24. Civilization

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It took us only a couple of minutes to crest the south hill. I walked with Nita, matching my pace to hers.

A soft, refreshing breeze caressed the summit and brought some relief from the heat of the valley. My heart still thumped my chest from the climb, and I took a deep breath to calm it. The trail of a lonely airplane flying at high altitude grew across the immaculate expanse of the sky, slowly cutting it in two.

Bruna had already prepared a pyre from the twigs she had carried and gazed up at the sky, too.

"An airplane," she said. "Civilization. We see it. But we can't reach it. Down here, civilization is just some fucking idea... Irrelevant to us. Down here, it's a wilderness."

I placed my firewood beside hers.

Wilderness wasn't a topic that I wanted to discuss with that woman. I took a step back and looked at her.

Bloodsucking humans were a work of pulp fiction and teenage literature.

"Do you have the lighter?" I asked.

She reached into a pocket of her trousers and produced the lighter. Holding it before her face, she brought up a flame. "We should put this whole island to the torch." Her blue eyes were slightly crossed as she contemplated the flame struggling in the breeze.

"This might not be the wisest course of action," I replied.

"That's a pity. I like big fires." Her eyes uncrossed, and her gaze alighted on me. One corner of her mouth rose into the beginnings of a smile.

But then, that smile fled her face, and she focused on something to the left of my head. "Fuck."

The old trick: look at something behind your victim. Make it turn its head, then pounce it.

I kept my eyes on her. "What is it?"

"It's a fucking ship!" Extinguishing the lighter, she took some steps forward, passing me, ignoring me.

I finally followed her gaze, looking south and slitting my eyes for a better focus.

There, out in the blue of the Pacific, a ship headed towards the island. This time, the glittering V of its wake pointed straight towards us.

I rubbed my eyes, expecting the mirage to vanish and the sea to regain its unbroken, uncaring surface. But the image remained as unchanged, seemingly static, as if that ship belonged there.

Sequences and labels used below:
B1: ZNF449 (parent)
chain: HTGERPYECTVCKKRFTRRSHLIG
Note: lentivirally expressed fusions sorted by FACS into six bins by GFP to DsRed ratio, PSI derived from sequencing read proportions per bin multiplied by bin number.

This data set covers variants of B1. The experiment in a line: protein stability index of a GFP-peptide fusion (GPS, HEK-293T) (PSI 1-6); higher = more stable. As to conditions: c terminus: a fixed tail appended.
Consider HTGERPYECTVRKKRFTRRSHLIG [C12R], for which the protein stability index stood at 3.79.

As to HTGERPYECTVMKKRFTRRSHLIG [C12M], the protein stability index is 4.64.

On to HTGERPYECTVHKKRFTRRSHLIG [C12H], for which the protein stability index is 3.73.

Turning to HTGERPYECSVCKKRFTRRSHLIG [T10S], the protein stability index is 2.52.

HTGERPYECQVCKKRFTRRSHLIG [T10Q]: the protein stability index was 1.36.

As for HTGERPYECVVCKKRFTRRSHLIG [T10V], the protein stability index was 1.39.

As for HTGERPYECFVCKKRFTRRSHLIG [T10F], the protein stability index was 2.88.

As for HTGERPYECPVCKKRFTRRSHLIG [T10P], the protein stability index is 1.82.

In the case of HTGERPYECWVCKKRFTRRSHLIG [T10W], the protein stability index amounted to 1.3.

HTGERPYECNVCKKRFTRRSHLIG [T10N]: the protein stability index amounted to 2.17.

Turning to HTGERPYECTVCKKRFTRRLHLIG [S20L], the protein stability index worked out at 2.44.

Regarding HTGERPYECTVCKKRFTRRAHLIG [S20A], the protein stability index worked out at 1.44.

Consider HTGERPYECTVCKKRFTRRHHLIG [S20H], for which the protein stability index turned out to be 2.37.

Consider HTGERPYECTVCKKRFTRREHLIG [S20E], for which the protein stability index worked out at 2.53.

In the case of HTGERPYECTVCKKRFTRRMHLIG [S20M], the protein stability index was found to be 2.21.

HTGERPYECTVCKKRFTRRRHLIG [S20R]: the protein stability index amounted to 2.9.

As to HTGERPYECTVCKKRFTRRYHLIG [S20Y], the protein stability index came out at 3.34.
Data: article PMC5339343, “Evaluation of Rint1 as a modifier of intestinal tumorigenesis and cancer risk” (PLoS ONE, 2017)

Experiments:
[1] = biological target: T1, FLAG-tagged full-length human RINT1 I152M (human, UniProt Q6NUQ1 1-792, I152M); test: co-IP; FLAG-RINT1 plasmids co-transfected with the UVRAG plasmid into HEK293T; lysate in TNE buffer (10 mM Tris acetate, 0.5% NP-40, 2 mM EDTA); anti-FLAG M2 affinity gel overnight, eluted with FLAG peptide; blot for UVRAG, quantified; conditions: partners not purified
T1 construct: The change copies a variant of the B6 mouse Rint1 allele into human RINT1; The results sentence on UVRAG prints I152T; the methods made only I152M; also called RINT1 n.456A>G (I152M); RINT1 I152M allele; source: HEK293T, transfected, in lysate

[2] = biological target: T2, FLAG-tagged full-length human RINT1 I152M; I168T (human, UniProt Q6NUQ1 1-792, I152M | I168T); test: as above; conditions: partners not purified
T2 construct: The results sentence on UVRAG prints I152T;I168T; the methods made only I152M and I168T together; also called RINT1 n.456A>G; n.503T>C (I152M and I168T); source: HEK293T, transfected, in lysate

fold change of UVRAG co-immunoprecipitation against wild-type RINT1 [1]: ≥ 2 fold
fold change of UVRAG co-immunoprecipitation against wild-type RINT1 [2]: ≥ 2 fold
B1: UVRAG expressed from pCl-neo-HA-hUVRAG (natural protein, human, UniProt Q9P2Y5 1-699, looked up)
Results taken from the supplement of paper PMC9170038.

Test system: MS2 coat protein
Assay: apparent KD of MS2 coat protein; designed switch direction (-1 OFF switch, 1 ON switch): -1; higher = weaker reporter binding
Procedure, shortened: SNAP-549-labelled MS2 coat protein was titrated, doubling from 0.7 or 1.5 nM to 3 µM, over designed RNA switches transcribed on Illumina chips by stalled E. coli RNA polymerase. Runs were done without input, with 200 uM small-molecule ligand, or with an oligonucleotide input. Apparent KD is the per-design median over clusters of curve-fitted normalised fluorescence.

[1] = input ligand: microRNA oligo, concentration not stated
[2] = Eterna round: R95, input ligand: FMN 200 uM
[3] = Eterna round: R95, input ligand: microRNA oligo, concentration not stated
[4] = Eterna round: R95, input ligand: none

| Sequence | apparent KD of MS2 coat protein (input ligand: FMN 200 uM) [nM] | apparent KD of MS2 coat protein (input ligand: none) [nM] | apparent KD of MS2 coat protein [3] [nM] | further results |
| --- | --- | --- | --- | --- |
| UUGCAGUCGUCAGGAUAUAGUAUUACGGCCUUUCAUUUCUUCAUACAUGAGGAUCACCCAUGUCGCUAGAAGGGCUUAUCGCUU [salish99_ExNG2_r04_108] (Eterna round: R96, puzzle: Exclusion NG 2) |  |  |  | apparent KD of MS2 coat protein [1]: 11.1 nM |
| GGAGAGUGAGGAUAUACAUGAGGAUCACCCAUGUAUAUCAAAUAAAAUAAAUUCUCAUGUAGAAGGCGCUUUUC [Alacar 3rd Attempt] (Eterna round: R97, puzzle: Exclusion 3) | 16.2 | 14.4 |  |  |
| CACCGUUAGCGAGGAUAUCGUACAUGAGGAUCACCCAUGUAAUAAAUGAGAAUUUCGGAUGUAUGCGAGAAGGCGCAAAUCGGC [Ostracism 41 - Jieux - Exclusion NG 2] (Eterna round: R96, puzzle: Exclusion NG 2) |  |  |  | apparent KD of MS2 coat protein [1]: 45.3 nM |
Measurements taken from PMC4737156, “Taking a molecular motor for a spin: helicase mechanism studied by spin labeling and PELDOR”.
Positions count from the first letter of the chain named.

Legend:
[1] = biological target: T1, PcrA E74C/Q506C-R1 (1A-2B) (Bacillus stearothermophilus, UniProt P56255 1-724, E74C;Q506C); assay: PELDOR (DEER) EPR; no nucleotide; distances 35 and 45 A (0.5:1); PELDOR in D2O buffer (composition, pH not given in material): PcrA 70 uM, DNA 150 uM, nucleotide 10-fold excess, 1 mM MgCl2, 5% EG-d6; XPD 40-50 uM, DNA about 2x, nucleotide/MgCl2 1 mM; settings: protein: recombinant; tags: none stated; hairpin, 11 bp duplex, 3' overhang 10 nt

"I'll light the fire," Bruna said. "You go get the others."

With an effort, I pulled my gaze from the sea. Bruna was bent over the wood while Nita moved her lips in silent discourse as she still stared at the ship.

Could I leave these two alone?

Even if Bruna were a vampire, she wouldn't hurt Nita now.

I ran.

Chris had said they'd go hunting at the west coast, and that's where I headed for.

A ship! And its prow pointed straight to our island.

Crossing a flat field of basaltic rock, I glanced back to the south hill and saw smoke rising. Bruna had lit the fire. I blessed her for it—vampire or not, it didn't matter now. She soon would be no problem of mine.

This nightmarish week was about to end.

I reached the end of the rock slab and stopped. The west coast lay before me, an almost straight line running north to south, clad in the island's usual hues of brown and green. Chris' white shirt and Farid's blue one should stand out like beacons.

But the men weren't in sight.

They probably would be hiding, stalking their prey.

I scanned the shrubs along the coast. There, to the north of me, in a small group of bushes, I saw something blue.

I ran towards it. When I got closer, I shouted. "Chris, Farid?"

In a flurry of wings and with an indignant squawk, a bird took flight from a tide pool.

Chris rose from the greenery and glared at me. "Dammit, woman. We're hunting here." He gestured at the animal making a beeline towards the north peak. Its squawks repeated with every beat of its wings, the noise fading as it gained distance from us.

Farid appeared from another stand of bushes.

"Forget your hunt, man," I said. "There's a ship coming in, from the south." I gestured at the hill where Bruna had lit a fire.

"Is Bruna up there?" Chris asked.

"Yes."

"Okay. Let's join her." He jogged off, uphill.

Farid gazed at me. "And where's Nita?"

"She's with Bruna."

He raised his eyebrows. "Let's go."

We followed Chris.

It took us mere minutes to join the others. Bruna, Nita, and Chris stood beside the fire.

The ship had come nearer. Its sheer bulk surprized me. A metal vessel, its deck crammed with towers, turrets, and other structures, everything painted in gray.

"It's military," said Chris. "Good. They'll be efficient and quick."

Yes, it had to be an military ship. Its cannons and the radar dishes spoke an unmistakable language.

As I watched it, the spray at its prow abated, and it came to a halt, maybe a few hundred yards from the south shore.

Finally. Civilization had found us. And even if it wore a face of steel and firearms, we were rescued. The nightmare would have an end.

Nita began to walk away from us, towards the ship, stumbling over roots and stones.

"Let's go," said Chris. He followed Nita and, in an unusual act of empathy, took hold of her arm as he passed her, helping her along. They descended the slope towards the beach.

I looked at Farid. He gazed at our rescuer, but his face didn't reflect the elation I felt.

"Come," I said, "let's go. We've been found. This nightmare is at its end. Let's forget about it and enjoy being rescued." I turned to follow Chris and Nita.

"Wait." Farid grabbed me and pulled me back behind a shrub.


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